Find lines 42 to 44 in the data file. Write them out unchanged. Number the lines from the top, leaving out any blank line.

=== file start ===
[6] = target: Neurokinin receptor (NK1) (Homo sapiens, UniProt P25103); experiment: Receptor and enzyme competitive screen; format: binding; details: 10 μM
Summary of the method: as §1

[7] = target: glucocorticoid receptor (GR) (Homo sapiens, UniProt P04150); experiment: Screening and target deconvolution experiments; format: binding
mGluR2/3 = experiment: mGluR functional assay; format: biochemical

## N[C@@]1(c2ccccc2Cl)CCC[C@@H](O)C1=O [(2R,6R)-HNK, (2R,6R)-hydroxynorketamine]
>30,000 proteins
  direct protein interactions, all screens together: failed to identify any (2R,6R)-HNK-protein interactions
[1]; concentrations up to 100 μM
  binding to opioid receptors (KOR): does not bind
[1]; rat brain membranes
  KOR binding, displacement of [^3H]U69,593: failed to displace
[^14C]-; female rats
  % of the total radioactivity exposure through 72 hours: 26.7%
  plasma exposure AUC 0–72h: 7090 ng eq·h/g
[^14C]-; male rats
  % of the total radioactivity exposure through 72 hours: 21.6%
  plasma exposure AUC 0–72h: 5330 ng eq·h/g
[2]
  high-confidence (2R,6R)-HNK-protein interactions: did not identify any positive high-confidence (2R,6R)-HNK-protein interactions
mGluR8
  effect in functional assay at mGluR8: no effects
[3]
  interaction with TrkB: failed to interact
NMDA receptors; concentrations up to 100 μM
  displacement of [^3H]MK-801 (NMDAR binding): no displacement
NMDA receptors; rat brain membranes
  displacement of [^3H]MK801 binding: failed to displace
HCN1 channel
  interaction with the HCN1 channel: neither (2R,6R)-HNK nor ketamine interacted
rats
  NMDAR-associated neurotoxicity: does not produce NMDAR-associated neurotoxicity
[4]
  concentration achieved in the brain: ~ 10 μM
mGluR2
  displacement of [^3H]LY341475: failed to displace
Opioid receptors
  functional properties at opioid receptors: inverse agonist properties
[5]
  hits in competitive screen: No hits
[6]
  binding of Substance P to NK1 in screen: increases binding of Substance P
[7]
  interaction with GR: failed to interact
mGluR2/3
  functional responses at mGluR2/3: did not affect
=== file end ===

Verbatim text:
[7]
  interaction with GR: failed to interact
mGluR2/3